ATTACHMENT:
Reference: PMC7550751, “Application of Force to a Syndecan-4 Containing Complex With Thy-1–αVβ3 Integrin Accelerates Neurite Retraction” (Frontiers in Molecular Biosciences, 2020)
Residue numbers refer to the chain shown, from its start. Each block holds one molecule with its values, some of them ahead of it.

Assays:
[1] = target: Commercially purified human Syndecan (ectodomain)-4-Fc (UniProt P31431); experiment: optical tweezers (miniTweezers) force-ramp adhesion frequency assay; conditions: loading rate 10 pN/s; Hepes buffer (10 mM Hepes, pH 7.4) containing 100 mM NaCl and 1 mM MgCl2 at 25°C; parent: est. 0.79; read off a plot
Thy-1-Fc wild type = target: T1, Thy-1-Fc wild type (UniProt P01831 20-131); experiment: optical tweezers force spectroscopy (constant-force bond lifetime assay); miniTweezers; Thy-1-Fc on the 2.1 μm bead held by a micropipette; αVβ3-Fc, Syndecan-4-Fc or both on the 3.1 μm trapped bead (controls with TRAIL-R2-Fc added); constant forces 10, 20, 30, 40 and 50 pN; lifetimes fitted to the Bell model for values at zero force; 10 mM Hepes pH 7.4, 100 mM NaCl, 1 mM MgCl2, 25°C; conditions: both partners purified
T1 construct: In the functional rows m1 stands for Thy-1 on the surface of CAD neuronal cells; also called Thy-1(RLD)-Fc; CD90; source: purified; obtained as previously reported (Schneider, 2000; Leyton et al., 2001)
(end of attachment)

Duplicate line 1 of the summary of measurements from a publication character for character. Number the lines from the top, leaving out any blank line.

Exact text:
Reference: PMC7550751, “Application of Force to a Syndecan-4 Containing Complex With Thy-1–αVβ3 Integrin Accelerates Neurite Retraction” (Frontiers in Molecular Biosciences, 2020)